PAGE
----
Former walk-on Nate Carter helps carry rushing load for BYU Cougars

Ari Davis
Nate Carter runs the ball against UCLA on Sept. 20, 2015. Carter began his BYU football career as a walk-on and has transitioned into a scholarship holder. (Ari Davis)

Senior BYU running back Nate Carter knows what it takes to earn playing time.

Carter walked on to the team as a freshman in 2010. His numberless hours as a member of the scout team through the years paid off when head coach Bronco Mendenhall awarded him a scholarship for the 2015 season.

According to BYU running back coach Mark Atuaia, Carter had to start from the “absolute bottom.”

He started his football career at Dixie High School from 2006-08, where he also played baseball and wrestled. His 276 yards as a sophomore set a school record for rushing yards in a single game. He then played one season for the College of the Desert in Palm Desert, California, before making his way to BYU in 2010.

Carter’s entry to BYU football was not a glorified one, nor was it filled with hype. His time at BYU started with hard work behind the scenes, filled with sacrifice and hope for something more.

Carter was seemingly unknown to the Cougar faithful up until his junior season. He had aspirations to be more than just another player on the scout team, a role he found himself in during his redshirt and freshman years. He only had one carry and one recorded yard his sophomore year against Idaho State.

For some, that would be the time to give up, to move on to a different stage in life.

“When I stop enjoying football, when I stop enjoying practice, that’s when I will stop. And that never happened,” Carter said.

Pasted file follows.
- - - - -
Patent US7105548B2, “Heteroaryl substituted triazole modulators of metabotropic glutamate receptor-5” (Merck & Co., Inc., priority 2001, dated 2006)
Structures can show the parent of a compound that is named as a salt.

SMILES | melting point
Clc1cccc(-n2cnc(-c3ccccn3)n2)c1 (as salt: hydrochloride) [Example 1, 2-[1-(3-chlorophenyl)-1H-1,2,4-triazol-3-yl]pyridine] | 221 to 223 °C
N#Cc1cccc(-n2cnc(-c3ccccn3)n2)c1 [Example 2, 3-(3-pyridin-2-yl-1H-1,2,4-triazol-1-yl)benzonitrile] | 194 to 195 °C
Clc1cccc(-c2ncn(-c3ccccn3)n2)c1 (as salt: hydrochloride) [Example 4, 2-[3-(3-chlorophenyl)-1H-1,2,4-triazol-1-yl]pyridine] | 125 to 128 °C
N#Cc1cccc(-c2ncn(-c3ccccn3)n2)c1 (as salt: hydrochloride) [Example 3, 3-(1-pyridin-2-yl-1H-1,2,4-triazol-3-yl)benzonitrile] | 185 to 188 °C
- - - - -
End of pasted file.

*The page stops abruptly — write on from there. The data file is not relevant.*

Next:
And all that practice has payed off. On the night of Oct. 18, 2014, the 5-foot-9-inch, 189-pound running back burst into the limelight in a game against Nevada, catching fans’ attention by surprise.

Carter ended up rushing for 87 yards against Nevada that night. He averaged 12.4 yards per carry highlighted by a 22-yard run against the Wolfpack.

Carter came into the game as a walk-on, as someone fans had never really heard of, and put up numbers that 2014 running back Jamaal Williams normally would.

That drive is what earned him his scholarship from Mendenhall. His hard work, sacrifice and Williams’ departure for the year helped him become a starting running back alongside Algernon Brown and Adam Hine.

Carter came away with 102 yards and one touchdown on 10 carries in the Cougars’ win over Wagner on Oct. 24, including a 70-yard touchdown burst down the sideline against the Seahawks.

“It’s been a dream come true,” Carter said. “The opportunity to play here has always been a dream of mine.”

Carter’s resiliency is what has pushed him onto the playing field in 2015.

“His ability to be resilient is what I like best about Nate,” Atuaia said.

BYU’s opponents are focused on stopping BYU’s run game, according to offensive coordinator Robert Anae, but that won’t stop Carter from fighting for every yard.

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